May 25, 2006
You'd think with gas prices being what they are they'd strap on a pair and make this happen. I'm not holding my breath.
May 15, 2006
Oddly enough, despite the pain of filling up SUVs are in higher demand than ever. These huge vehicles keep sucking down gas at alarming rates but it hasn't stifled America's desire to drive them. Doesn't this kind of fly in the face of logic? Not if you consider that fact that most drivers seem to be getting used to the new price level. According to a Newsweek article today, $3.00 or more per gallon doesn't send shudders down our spines the way it used to.
Detroit once thought $3 gas would be our ultimate pain threshold, forcing us to finally give up the keys to our big rigs. But it turns out our oil addiction is harder to kick than anyone expected. Although pump prices have nearly doubled in the last three years, we're driving more than ever. Today's cars average 12,190 miles on the road annually, up 24 percent from 1980, according to federal statistics. And the models we buy now have more horsepower and heft than those of a generation ago, which explains why gas mileage is headed in reverse. Today's new cars and SUVs average just 21mpg, down from 22.1mpg in 1987. When it comes to paying up at the pump, Americans have proved they can rationalize just about anything. "When prices are lower in June," says energy analyst Tom Kloza, "people will brag, 'I got my gas for only $2.75'." Now Detroit is recalibrating its threshold. The new CW: "Prices have to get to $4 and maybe even higherand stay there for at least a yearbefore we'll see a substantial shift in what we drive," says J.D. Power's Tom Libby.Before Katrina hit last fall, people payed on average just over $2.00 a gallon (let's say, $2.25 for argument's sake). A fill-up would go for about $30-35. Nowadays it's more like $45-50. So let's say, on average, we're paying $10-15 more a week (or $40-60 more a month) on gas. It looks like we, as Americans, have found out we can make up this amount by "sacrificing" other things that aren't all that important to us. Think about all the little things you routinely spend small amounts of cash on - a breakfast sandwich, a bottle of water or soda, candy or gum, a bag of chips with lunch, a video rental, impulse-purchases in the supermarket, a Dunkin' Donuts Smoothie or an Iced Coffee. There are lots of little "rewards" that we give ourselves all the time. These are nice-to-haves. Gas is something we need to have. It sucks to have to pay more for it and there'll still be plenty of bitching to go around.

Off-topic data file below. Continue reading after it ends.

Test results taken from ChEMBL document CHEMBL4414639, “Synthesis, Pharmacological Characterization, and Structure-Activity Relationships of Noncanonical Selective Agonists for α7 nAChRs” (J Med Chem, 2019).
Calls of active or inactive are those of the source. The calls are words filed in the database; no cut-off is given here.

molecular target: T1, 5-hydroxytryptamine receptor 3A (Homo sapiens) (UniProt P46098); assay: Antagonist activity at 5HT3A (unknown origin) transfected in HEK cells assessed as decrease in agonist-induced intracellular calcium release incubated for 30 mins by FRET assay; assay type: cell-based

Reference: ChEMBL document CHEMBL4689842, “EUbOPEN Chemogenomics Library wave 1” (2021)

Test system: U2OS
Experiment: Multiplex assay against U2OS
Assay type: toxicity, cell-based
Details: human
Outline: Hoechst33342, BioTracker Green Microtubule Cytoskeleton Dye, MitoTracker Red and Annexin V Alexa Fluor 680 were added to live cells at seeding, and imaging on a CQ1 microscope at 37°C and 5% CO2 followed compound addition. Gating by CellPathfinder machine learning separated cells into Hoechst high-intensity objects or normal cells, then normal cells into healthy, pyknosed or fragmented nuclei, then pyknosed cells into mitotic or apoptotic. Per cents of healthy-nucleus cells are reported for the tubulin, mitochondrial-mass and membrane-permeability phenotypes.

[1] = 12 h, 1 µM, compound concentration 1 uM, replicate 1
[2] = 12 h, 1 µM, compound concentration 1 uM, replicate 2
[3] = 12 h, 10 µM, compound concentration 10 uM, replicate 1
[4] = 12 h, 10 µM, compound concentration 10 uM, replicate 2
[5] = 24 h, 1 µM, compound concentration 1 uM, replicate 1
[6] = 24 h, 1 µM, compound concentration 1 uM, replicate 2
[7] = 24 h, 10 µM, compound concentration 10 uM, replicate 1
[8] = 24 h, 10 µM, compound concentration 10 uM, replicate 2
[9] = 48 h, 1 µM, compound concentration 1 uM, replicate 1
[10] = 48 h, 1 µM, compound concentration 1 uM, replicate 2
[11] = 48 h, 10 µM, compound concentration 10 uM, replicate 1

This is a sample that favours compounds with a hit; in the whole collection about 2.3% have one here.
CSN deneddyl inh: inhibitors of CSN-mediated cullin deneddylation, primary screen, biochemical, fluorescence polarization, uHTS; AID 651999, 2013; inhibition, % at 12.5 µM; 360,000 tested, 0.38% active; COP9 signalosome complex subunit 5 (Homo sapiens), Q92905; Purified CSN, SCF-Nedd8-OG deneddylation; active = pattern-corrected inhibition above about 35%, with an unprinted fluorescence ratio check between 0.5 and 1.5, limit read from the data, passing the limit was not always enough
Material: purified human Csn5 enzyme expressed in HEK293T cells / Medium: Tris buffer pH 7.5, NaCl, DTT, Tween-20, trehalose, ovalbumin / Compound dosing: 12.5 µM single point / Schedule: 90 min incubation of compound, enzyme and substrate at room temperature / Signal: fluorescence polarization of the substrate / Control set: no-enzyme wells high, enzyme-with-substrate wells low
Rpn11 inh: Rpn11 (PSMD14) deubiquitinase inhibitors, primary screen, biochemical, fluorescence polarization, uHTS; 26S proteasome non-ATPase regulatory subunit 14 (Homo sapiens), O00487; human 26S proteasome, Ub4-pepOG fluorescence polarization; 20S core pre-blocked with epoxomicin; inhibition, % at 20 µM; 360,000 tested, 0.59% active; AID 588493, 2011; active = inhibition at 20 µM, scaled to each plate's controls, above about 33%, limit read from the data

But it seems that our overall expectations - not to mention our lifestyles - have changed to the point where rising gas prices don't seem to affect us as much as we thought they would. Or maybe I'm totally off the mark.
There's currently a poll in the sidebar about how gas prices are affecting your behavior (if at all). Take a scroll over and register your vote.
February 20, 2006
One of Bush's proposals would expand research into smaller, longer-lasting batteries for electric-gas hybrid cars, including plug-ins. He highlighted that initiative with a visit Monday to the battery center at Milwaukee-based auto-parts supplier Johnson Controls Inc. (JCI)This is really something. If we can develop this kind of techno...zzzzzzzzzzzzzzzzzz
During his trip, Bush is also focusing on a proposal to increase investment in development of clean electric power sources, and proposals to speed the development of biofuels such as "cellulosic" ethanol made from wood chips or sawgrass.
November 10, 2005
Nice. Well, it's back to the drawing board. Too bad these cretins (and I strongly suspect that my Congresswoman is part of this) are too focused on their reelection next year to face up the problems of foreign oil dependency to actually do something that would help alleviate them in the years to come. Now with this winter expected to be a bitch and home heating fuel prices eating such a huge chunk out of family budgets, the twenty-five Republicans who threatened to vote against the budget if the ANWR provision were not removed will just look to their constituents and shrug their shoulders.
BullDogPundit hits the nail on the head:
Think about it. What good is a GOP majority if they can't pass tax cuts, can't slightly reduce the rate of growth in spending, and panic because enviro-kooks object to drilling in a barren, snow-covered wasteland?Indeed.
November 03, 2005
Now look closely. See that little bitty red part inside the little blue part at the top of Alaska? That's where we will soon be drilling! Despite all the whining and moaning from the environmental whackos, it looks like it takes a slap in the face (and the wallet) to make people realize that we need to start drilling from our own sources.
I wrote a heads-up that this was coming down the pike back in August. Now it looks like its finally going to happen in the next couple of weeks. What a perfect time, when the Democrats are already flailing. Now the GOP can finally put an end to their perennial ANWR filibuster. You want to play around with Senate procedures, guys? We can play that game too.
UPDATE: The Senate just passed the motion! Now the House and Senate versions must be reconciled.
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